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Germany initiates nationalization of gas giant Uniper

“The government is taking over around 99% of Uniper in total,” the German economy ministry said on Wednesday, after several weeks of negotiations.

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Germany initiates nationalization of gas giant Uniper

“The government is taking over around 99% of Uniper in total,” the German economy ministry said on Wednesday, after several weeks of negotiations.

"This is a crisis intervention, to secure our gas supply and protect consumers," Finance Minister Christian Lindner told reporters.

The energy company, Germany's largest gas importer, supplies hundreds of municipalities, or 40% of Germany's gas supply, according to the Ministry of the Economy.

The nationalization plan "has become necessary", because the situation has "worsened dramatically" with the closure in early September of the Nord Stream gas pipeline which links Russia to Germany, detailed the German Minister of Economy, Robert Habeck, during a press conference.

- "Painful, but necessary" -

The rise of the state in the capital replaces a first aid plan unveiled in July, which provided for Berlin to take a 30% stake in the Düsseldorf group.

In total, all the aid measures announced since this summer for Uniper should cost Germany around 30 billion euros, according to a calculation by AFP.

In detail, the State will buy at a unit price of 1.70 euro all the shares of Uniper held by its main shareholder, the Finnish group Fortum, for a total of 500 million euros.

However, it will not be a “long-term” equity investment, according to Mr. Lindner.

Berlin will also carry out a capital increase of 8 billion euros.

Finally, the agreement provides for the repayment by Germany of an 8 billion euro loan that Fortum, 50.76% owned by the Finnish state, had granted to its subsidiary Uniper.

This "disinvestment is a painful but necessary step", said the CEO of the Finnish group, Markus Rauramo, during a press conference.

Fortum's disengagement is "inevitable" in a context where Russian President Vladimir Putin "uses energy as a weapon", for his part commented Tytti Tuppurainen, the Finnish minister in charge of the file.

- Billions of losses -

Uniper is hit hard by the drastic reduction in Russian gas supplies following the outbreak of war in Ukraine.

The company was the main customer of the Russian group Gazprom in Germany. It must now, to honor its contracts and deliver to its customers, obtain gas on the spot market where prices have exploded.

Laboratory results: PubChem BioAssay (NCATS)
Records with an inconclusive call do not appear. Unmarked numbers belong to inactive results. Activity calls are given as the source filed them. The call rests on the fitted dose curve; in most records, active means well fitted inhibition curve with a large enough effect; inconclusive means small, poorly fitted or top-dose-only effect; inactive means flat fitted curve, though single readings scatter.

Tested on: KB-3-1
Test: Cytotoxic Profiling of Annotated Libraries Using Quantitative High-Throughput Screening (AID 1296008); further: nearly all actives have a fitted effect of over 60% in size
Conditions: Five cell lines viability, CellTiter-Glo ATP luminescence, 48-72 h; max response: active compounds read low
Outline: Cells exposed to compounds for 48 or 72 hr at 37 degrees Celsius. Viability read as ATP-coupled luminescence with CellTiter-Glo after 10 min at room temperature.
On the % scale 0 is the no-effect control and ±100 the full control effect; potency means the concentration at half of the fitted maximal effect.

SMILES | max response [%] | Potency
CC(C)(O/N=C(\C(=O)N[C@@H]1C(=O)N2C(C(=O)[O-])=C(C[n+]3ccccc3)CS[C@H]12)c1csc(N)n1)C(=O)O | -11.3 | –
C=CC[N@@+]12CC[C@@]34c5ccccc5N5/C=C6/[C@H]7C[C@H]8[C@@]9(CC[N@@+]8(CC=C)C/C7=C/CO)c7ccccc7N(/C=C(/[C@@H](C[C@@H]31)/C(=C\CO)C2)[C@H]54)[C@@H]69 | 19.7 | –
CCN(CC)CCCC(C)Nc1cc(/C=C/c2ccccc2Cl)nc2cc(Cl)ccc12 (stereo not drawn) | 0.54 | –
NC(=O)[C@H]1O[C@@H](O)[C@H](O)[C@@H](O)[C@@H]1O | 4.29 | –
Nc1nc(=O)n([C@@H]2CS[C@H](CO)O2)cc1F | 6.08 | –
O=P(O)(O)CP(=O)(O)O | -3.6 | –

The losses generated already amount to "8.5 billion euros", Fortum said on Wednesday.

The situation worsened when Gazprom closed its Nord Stream pipeline in early September, the main supplier of Russian gas to Germany.

Berlin has constantly warned in recent months about the “Lehman Brothers effect” that a Uniper bankruptcy would have on the energy markets.

Given the importance of Uniper, its fall would shake the energy market and cause shortages for thousands of customers.

Especially since the sector is already experiencing serious difficulties.

Last week, the state seized the activities of the oil giant Rosneft in Germany and promised a support plan for one of the main refineries in the country hitherto held by this Russian group.

And at the beginning of April, Berlin had to take control of the former German subsidiary of Gazprom, Gazprom Germania, to secure its supply, injecting aid of 9 to 10 billion euros.

The German energy company VNG, the country's third largest gas importer, has also just called on the State for help to deal with its losses caused by the surge in prices.

These colossal expenses, to which are added aid to businesses and households, cast doubt on Berlin's ability to return next year to the "debt brake" rule, a constitutional principle which prohibits it from going into debt. more than 0.35% of GDP per year.

The nationalization of Uniper recalls the emergency measures taken by Berlin during the financial crisis with the rescue of the second bank of the country, Commerzbank, via an entry into the capital, or more recently the acquisition of a stake in the airline giant Lufthansa during the Covid-19 pandemic.

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